The View From 1776

Government As Narcotics Dealer

Since the advent of the Federal Reserve System in 1913, monetary authorities have repeatedly upped the narcotic dosage as a remedy for the pains of easy money and credit addiction.

An exceptionally clear and insightful analysis of the precipitating and sustaining causes of the twelve-year-long Great Depression is to be found in Banking and the Business Cycle: A Study of the Great Depression in the United States.  Published in 1937, this book provides a wealth of statistics and quotations from Federal Reserve officials, bankers, and economists of that era.  It can be obtained from the Ludwig von Mises Institute via its website.

At the end of World War I, when the Federal Reserve System was only five years old, the Fed decided to prevent prices across the economy from falling back to the levels prevailing before the war.  To do so, the Fed pumped so much money into the economy via the banks that total bank lendable deposits more than doubled in the six years from 1914 to 1920.  To make the perspective clearer, the Fed pumped more lendable funds into the banking system in six years than had been created in the prior 131 years since the ratification of the Constitution.

With lendable funds far in excess of the needs of business to finance inventories, receivables, and other normal day-to-day business activities, banks began to do the same sorts of things that they were to do 80 years later in the housing and subprime mortgage bubble.  They used low cost, easy money to invest in assets that were outside the normal range of traditional, prudent banking.  While business financing needs remained fairly steady in the 1920s, banks began to employ the excess lendable funds created by the Fed to purchase corporate bonds, ramp up stock market call loans which facilitated issuance of new stock issues, and to finance real estate expansion.  They also began to finance the new category of consumer installment loans, the 1920s version of credit cards.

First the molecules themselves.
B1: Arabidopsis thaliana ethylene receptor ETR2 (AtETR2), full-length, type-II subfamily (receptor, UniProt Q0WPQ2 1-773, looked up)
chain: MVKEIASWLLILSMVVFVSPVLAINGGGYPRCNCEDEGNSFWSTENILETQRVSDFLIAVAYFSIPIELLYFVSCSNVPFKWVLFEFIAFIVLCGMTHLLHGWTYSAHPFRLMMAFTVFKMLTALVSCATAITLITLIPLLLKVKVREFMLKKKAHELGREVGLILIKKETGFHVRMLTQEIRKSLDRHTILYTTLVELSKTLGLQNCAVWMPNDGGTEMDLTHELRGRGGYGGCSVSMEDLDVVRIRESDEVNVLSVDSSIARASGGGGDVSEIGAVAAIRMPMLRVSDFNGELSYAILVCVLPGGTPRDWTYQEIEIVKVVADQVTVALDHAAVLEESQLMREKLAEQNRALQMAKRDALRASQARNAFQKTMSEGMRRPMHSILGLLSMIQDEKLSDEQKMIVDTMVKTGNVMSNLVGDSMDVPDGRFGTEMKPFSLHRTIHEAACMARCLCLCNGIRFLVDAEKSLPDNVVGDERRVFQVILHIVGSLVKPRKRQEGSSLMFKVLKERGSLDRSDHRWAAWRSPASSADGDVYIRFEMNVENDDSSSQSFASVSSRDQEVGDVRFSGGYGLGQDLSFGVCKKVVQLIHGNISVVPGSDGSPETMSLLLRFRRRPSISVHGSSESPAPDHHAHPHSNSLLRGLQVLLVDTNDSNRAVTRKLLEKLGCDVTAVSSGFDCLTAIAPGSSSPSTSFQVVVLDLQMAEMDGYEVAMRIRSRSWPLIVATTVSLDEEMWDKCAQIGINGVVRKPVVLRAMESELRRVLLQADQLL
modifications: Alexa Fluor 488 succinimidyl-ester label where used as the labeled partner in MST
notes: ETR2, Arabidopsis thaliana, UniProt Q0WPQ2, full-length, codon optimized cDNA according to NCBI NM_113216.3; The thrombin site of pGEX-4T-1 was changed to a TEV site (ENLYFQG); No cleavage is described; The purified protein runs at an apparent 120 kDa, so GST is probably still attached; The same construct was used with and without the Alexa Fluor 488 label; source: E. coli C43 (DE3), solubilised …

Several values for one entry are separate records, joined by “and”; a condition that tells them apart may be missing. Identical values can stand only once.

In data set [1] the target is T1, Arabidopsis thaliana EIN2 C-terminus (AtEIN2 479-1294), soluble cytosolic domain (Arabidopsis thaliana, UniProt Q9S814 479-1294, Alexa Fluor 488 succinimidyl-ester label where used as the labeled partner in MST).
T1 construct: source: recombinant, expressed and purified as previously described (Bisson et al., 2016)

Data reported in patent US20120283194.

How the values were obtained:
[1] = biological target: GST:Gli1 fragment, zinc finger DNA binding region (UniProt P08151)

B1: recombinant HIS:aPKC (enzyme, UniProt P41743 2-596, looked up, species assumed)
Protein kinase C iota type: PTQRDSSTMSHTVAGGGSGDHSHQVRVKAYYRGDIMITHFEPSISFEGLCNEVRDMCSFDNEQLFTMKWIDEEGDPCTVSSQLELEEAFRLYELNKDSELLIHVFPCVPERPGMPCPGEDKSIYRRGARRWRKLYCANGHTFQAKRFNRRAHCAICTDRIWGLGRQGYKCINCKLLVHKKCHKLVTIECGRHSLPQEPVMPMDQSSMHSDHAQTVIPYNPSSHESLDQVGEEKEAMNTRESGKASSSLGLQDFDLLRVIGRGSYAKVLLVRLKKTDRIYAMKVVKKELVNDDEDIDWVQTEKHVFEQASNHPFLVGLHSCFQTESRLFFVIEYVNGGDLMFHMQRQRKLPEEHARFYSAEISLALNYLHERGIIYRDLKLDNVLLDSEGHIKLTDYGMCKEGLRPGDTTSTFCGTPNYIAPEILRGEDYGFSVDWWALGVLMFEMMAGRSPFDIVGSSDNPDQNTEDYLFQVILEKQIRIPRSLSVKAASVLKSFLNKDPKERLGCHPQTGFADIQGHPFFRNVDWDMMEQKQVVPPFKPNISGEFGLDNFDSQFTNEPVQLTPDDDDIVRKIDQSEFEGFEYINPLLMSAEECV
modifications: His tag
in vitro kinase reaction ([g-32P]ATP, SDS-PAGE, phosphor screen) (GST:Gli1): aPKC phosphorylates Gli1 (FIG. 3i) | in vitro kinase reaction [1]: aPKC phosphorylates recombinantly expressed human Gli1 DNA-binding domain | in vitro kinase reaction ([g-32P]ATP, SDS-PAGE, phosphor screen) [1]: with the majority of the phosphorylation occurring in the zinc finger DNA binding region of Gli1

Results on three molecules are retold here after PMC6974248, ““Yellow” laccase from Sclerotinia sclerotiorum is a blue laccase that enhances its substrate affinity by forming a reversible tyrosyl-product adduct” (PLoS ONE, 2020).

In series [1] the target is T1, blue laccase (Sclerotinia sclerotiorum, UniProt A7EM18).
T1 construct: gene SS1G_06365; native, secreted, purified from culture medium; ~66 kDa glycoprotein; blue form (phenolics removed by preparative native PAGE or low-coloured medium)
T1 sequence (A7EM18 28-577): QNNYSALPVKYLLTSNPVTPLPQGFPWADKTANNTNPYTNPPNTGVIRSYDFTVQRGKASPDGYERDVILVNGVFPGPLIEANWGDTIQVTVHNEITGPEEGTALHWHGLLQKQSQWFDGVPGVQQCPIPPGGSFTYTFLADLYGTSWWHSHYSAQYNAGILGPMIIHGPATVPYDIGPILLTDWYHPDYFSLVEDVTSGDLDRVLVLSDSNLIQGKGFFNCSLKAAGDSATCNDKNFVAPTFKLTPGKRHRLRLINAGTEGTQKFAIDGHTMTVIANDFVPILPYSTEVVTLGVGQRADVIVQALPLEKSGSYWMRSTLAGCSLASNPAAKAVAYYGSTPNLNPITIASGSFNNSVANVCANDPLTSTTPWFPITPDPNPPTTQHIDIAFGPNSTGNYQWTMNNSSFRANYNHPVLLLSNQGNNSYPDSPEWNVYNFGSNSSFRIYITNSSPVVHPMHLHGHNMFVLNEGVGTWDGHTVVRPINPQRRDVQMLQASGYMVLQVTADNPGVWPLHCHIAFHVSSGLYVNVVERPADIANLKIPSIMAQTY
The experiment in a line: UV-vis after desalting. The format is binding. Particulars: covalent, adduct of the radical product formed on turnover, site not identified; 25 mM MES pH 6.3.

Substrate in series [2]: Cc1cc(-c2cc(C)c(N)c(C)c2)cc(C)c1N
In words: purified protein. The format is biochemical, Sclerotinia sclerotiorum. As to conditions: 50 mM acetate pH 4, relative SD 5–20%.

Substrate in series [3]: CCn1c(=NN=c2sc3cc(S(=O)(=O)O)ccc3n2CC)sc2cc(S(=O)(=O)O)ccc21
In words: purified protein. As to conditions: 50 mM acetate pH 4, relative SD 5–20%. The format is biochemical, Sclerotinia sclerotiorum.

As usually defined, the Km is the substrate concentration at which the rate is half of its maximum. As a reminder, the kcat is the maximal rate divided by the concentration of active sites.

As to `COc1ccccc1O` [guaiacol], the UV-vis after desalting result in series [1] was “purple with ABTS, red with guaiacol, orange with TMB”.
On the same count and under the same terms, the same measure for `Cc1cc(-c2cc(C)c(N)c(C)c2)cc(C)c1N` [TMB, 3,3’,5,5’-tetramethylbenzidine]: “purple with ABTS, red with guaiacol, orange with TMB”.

These asset categories were relatively illiquid, compared to self-liquidating loans on inventories and receivables, which normally turned over in 90 to 180 days.  Just as in the recent decade, when banks became increasingly illiquid with ballooning amounts of high-risk assets, banks, by 1929, were in poor shape to weather the wave of defaults on real estate, stock market call loans, and corporate bonds.

These increased investments in bonds, stock market call loans, and real estate had exactly the same effect on business activity as did the expansion of credit that led to our current financial meltdown.  With massive amounts of money available at low interest rates via the bond and stock markets, businesses investment to increase output capacity surged throughout the 1920s, as did real estate development.  In other words, just as the Fed’s creation of fiat money made possible the bubble and burst, as well as the current over-expansion of home-building and over-investment in subprime mortgages and collateralized debt obligations, so too did it create the conditions for the 1929 stock market crash.

When the Fed finally took steps in 1928 and 1929 to rein in the money supply, it was too late.  The sharp increase in interest rates accruing from the Fed’s reduction in the money supply increased business operating costs and made too many cheap-money, long-term business investments no longer profitable.  As stock market call loans terms and conditions tightened, stock prices began to decline, precipitating margin calls and dumping of stocks on the market.  Black Tuesday, October 29, 1929, was the culmination.  The Dow Jones Industrials index dropped more than 22%, and the Depression was underway.

Unfortunately, the lesson of the 1920s and of more recent periods has not been learned by the Fed or the Treasury.  Read Charles Gasparino’s op-ed article in the Wall Street Journal for a useful overview of the Fed’s continuing to feed our addiction for easy money with ever more easy money, along with government guarantees, directives, and bailouts.